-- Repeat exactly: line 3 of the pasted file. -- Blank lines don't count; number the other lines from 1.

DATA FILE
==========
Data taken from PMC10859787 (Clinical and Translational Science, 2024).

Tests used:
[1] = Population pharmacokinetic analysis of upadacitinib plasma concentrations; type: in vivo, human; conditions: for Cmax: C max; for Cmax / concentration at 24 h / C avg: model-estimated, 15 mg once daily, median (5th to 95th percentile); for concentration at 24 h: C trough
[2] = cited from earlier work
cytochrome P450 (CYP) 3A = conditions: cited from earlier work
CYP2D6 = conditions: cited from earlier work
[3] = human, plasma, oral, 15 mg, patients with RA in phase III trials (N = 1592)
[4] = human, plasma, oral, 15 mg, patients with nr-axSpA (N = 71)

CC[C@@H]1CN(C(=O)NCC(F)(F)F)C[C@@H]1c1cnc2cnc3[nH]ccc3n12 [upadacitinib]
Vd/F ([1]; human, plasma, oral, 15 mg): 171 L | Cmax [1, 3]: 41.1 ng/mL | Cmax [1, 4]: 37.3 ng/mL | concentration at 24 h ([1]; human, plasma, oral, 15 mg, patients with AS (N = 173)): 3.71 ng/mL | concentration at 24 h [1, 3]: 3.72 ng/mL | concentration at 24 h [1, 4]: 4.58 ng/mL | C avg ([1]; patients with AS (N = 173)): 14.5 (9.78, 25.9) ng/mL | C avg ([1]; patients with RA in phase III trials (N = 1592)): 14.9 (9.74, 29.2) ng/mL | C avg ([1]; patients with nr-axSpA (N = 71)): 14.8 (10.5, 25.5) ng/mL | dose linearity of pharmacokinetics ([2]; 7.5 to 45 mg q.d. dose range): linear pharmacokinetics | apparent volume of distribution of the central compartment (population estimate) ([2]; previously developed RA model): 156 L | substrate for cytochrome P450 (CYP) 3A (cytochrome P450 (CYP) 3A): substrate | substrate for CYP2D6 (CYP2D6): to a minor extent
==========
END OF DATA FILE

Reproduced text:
[1] = Population pharmacokinetic analysis of upadacitinib plasma concentrations; type: in vivo, human; conditions: for Cmax: C max; for Cmax / concentration at 24 h / C avg: model-estimated, 15 mg once daily, median (5th to 95th percentile); for concentration at 24 h: C trough